By catherinebrooks | Category: From the Experts, Meet the mom inventor
Last month we talked about what is the deal with the belly after a c-section (and what can be done about it). The month before that we talked about the stages of recovery after c-section surgery, and before that c-section scaring. Finally, the month before that I introduced myself and explained that I was going to be writing a 5 part series (one post a month) on the topic of cesarean recovery. Below is part 4 of 5, enjoy!
Ok C-Section Moms, What’s the Big Deal?
There is quite a bit of talk about c-sections lately. What’s the big deal? Here are just a few thoughts on some psycho-social reason for the talk.
Expectations: Any vaginal delivery or pre-baby moms listening in out there, we hear you. We know there are bad parts of vaginal delivery. We missed the episiotomy and the dreaded..umm.. #2 on the table. For many of us, besides the recovery from a fairly in-depth surgery, there is the fact of adjusting expectations. Whether found out during pregnancy or at delivery, the news that the baby was coming via cesarean is, at some point, unexpected by many moms. There can be part that feels like “I guess I won’t ever experience something that I was theoretically built for”. This is easier for some moms to accept than others. The majority of us temper the change in expectation with, “Ok the baby is out and we are both ok. The priority is the baby not how the baby gets here”. But still, not experiencing the relatively active birth of a baby and instead having a rather passive birth via c-section can be an adjustment on expectations. I can’t imagine that there were that many moms out there visualizing a c-section that first time they saw a pink line on a stick. Three c-sections later, I still sometimes can’t believe that I ended up that way, although I am ok with it.
Language: The word vagina just isn’t one we use much. That means that “vaginal delivery” becomes “natural delivery”. Ok, “natural” to me means squatting in the woods with a stick in your teeth, not amped up on an epidural. Most moms, however, do have a bit of pharmaceutical or medical help (nothing wrong with that either!) But, since we can’t say “vaginal” in the good ole USA where teens wear shorts cut up to there and people love Lady Gaga, we call it “natural”. Does that default to c-section as”unnatural”?
I can’t begin to count the number of people who either asked “Did you have natural delivery” or commented “Oh, I had natural delivery”. And they weren’t talking about in a hot tub with a doula!! They were talking bout a typical pharmaceutical assisted vaginal delivery. I wasn’t thrilled to have a c-section but I certainly didn’t have a hang up about it either. It did irritate me, however, to hear a birth experience contrasted as “natural”.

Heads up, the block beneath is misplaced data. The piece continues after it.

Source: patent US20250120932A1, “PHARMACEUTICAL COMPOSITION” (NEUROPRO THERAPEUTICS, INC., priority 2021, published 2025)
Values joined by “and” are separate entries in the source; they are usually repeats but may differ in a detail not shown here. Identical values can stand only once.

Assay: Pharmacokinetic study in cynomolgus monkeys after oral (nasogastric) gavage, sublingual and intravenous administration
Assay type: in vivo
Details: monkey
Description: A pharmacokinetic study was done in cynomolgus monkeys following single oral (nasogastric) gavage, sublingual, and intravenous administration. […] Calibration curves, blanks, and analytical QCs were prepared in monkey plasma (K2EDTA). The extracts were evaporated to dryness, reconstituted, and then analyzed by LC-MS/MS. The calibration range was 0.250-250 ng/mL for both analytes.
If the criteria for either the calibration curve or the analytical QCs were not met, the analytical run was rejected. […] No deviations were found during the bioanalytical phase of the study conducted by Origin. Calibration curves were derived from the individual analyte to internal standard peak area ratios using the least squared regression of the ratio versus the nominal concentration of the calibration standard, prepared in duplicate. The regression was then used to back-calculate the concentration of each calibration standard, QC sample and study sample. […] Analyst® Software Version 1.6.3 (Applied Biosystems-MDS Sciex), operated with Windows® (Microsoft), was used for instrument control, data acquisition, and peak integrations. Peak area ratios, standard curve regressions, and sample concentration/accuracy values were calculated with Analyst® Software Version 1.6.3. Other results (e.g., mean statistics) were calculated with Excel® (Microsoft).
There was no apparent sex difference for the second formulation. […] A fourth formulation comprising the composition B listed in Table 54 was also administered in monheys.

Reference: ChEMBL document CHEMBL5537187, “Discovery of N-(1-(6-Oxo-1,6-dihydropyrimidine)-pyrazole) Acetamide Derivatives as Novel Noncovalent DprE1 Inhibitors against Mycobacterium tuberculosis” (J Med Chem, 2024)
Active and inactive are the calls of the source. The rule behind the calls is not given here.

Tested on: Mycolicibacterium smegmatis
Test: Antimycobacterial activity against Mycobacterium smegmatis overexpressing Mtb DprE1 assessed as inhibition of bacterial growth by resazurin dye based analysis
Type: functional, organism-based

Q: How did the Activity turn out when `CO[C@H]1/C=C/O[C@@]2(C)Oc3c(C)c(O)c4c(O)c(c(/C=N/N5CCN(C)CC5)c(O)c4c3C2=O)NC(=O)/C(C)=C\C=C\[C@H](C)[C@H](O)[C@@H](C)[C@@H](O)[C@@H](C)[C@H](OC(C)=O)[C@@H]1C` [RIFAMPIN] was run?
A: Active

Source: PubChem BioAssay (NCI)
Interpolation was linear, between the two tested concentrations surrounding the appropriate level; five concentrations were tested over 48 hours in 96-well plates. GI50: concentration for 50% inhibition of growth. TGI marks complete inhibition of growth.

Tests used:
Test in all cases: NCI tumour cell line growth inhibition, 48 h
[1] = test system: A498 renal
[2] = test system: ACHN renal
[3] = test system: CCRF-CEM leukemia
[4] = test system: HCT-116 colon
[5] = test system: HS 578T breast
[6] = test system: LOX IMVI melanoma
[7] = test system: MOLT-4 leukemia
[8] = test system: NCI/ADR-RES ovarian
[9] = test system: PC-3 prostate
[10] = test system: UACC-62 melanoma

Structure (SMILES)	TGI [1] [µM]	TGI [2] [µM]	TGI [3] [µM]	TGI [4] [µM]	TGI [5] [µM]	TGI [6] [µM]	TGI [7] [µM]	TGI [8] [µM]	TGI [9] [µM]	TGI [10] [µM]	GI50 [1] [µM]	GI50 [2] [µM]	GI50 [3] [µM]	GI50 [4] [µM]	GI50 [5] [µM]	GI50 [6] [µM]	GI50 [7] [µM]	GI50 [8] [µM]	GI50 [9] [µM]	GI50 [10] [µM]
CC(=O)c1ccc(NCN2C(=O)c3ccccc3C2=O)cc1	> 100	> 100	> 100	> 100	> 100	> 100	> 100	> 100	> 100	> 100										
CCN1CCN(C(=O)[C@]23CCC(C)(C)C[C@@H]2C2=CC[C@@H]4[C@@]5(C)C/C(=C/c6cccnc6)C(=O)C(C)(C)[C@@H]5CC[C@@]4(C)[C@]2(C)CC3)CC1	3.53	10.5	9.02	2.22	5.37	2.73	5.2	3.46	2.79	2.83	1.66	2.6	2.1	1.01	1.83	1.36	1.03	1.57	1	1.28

Media Influence: There is a lot in the news about c-sections. Sadly, most is in sound bite form with little supporting statistics. The stories stretch from the tisk-tisk “Too many c-sections” stories to the “Bad doctor lets mom labor too long and baby suffers”. They both inspire panic and leave moms little information for the moment when they need to decide what is best for them and the baby.
1.3 million moms deliver by c-section in the US. Not all can be because the MD wanted to go home and play golf as some reports make it seem. And I am also pretty sure at least some were decided too soon and a vaginal delivery would have been fine. Bottom line, moms deserve objective information, respect from the care team and a presentation of their risks for their individual situation, not a judgment from the sideline based on attention getting media sound bites.
So, c-section deliveries, along with a significant surgical recovery, do seem to have a psychosocial component that is influenced not only by what moms expect but by how society discusses cesarean deliveries and how the media presents it. So, it’s not really a “big deal” just a complex one, more so for some than others. I just chalk up my c-sections as sacrifice number one of motherhood….with about a million more to follow, and all of them worth it.
Catherine Brooks OTR, MPH
M. Meunier MD,
C-Panty CEO and Consultant: 18 years of experience in post-surgical rehabilitation in New York City and San Diego and five even more challenging and exciting years of experience as a mom of a three. (All by cesarean, of course!)
“Recover in Comfort” series will address all those things you ever ( or never!) ever wanted to know about c-section delivery.